One of Norway’s leading art museums has brought to a close one of the most uncomfortable and disturbing chapters in its history. The Henie Onstad Art Centre, just west of Oslo, is returning a painting by French artist Henri Matisse that it displayed on its walls for years, after confirming that it was stolen by the Nazis during World War II.
Halvor Stenstadvold, chairman of the board of the art museum founded by ice skating legend Sonja Henie and her shipowning husband Niels Onstad, told reporters on Friday that the board had decided to unconditionally return the painting entitled Profil bleu devant la cheminée to the heirs of Paul Rosenberg, the French Jewish art collector and dealer who owned it before the war and was forced to flee the Nazis.
Onstad, an avid art collector himself, had bought the painting at a gallery in Paris around 1950 and contributed it to the Henie Onstad Art Centre that he and his wife opened in 1968. The Matisse painting was one of Henie Onstad’s most prized possessions and was often offered on loan to other museums such as the Pompidou Centre in Paris.
Rosenberg’s heirs confronted museum officials, however, in 2012, claiming that they could prove that the Matisse painting had been stolen by the Nazis in 1941 along with hundreds of Rosenberg’s other artworks left behind when he fled France. That set off an investigation by the museum, whose officials claimed they were unaware of any conflict over the painting’s ownership.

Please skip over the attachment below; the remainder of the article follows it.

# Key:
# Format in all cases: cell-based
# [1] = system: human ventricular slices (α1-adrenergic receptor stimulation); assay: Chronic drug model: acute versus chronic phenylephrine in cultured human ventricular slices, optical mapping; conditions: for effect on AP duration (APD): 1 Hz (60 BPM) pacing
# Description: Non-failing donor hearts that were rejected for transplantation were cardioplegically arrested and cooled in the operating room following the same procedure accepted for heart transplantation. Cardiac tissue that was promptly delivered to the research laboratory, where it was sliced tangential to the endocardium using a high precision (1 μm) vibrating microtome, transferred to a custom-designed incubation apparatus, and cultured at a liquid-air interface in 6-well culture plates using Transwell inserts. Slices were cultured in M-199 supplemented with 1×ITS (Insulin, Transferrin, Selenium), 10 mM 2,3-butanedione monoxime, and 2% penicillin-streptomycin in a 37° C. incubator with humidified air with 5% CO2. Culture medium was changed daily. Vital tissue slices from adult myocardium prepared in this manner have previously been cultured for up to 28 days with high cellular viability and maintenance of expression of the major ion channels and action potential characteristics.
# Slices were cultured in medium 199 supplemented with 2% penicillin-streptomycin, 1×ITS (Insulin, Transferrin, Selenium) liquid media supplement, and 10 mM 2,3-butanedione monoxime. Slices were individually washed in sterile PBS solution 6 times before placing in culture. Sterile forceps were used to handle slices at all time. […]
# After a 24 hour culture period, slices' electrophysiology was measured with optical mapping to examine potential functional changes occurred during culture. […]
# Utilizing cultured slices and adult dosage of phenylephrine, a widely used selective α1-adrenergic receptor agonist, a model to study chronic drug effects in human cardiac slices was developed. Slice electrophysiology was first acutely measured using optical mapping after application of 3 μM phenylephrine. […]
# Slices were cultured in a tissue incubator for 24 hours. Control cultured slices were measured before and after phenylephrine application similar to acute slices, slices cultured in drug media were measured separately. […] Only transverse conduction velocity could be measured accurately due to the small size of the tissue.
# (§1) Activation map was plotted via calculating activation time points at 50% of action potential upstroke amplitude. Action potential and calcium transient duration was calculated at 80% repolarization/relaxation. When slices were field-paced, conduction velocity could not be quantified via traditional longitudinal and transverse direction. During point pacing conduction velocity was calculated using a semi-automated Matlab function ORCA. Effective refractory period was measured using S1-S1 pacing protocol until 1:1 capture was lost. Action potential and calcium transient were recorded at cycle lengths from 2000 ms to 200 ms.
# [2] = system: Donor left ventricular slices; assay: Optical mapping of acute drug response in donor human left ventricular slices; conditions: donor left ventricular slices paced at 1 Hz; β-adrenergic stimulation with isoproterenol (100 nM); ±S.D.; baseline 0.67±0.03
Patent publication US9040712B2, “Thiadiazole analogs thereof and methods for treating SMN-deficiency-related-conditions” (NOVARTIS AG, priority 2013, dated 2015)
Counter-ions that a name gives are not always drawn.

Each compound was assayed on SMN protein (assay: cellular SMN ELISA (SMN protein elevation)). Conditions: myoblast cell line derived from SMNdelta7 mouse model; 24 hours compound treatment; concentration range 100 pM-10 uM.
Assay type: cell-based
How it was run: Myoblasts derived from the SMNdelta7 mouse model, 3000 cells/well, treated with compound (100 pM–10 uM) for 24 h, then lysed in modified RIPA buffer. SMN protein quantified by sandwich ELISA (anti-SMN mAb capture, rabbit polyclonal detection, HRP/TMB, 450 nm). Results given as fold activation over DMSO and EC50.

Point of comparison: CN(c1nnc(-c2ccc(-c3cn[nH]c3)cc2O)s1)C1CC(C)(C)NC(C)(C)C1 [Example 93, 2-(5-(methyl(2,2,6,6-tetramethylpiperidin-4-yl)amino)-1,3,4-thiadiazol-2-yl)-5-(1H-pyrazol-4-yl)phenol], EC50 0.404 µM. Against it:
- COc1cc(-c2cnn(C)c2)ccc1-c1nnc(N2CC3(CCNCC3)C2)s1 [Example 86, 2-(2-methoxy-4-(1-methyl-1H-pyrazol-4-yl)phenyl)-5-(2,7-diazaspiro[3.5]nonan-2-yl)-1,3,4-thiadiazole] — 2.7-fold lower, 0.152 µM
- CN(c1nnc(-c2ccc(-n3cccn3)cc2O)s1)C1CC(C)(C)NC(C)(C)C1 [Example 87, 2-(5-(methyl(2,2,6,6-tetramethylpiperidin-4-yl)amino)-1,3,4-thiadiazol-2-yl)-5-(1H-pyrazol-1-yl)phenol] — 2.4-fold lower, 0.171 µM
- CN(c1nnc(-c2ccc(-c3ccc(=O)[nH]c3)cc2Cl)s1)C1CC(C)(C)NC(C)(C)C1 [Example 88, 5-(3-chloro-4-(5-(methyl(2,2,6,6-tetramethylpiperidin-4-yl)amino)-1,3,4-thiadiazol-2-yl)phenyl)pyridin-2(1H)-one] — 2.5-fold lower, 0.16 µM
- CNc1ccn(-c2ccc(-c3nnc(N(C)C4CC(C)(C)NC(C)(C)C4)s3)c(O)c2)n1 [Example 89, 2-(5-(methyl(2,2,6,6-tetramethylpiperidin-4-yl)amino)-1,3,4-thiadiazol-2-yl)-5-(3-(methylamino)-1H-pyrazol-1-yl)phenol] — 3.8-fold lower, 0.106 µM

On Friday, nearly two years after learning that a conflict did indeed exist, the museum announced the painting would be handed over to Rosenberg’s heirs. “Henie Onstad Art Centre’s comprehensive investigation of the case has led to the conclusion that the demand (from the Rosenbergs) is valid,” Stenstadvold said.
Tone Hansen, director of Henie Onstad, noted that the painting had been “important” for both the art center and the public, and had been on display and accessible for nearly five decades. Even though Henie Onstad maintains that Niels Onstad, and thereafter the museum, acquired the painting “in good faith,” the museum’s board “chose” to follow international conventions and return the painting to its rightful heirs, who in turn stated that they appreciated the decision.
Many experts involved
The investigations by both Henie Onstad and Rosenberg’s heirs involved both French and American archives and Henie Onstad cooperated with what its officials called “a large number of museums, institutions and experts in France.” The probe confirmed that the painting was stolen from Paul Rosenberg as a result of Nazi persecution.
Negotiations between the Rosenberg heirs and Henie Onstad officials were conducted by Christopher A Marinello, a lawyer specializing in return of cultural items for the Art Recovery Group PLC. He said the case illustrates how important it is for museums and cultural institutions to examine their own collections in line with international principles. While some questioned why Henie Onstad took so much time to investigate the Rosenbergs’ clams, Marinello praised the museum for its “methodical approach” and its evaluation of both documents presented and judicial considerations.
The case was the first of its kind in Norway and may have consequences for other Norwegian museums. Henie Onstad officials said they kept government officials at the state Ministry of Culture informed as their investigation proceeded and they now advocate creation of a national committee to examine the origins of artworks in the public domain, in line with similar committees set up in the Netherlands, Germany and France.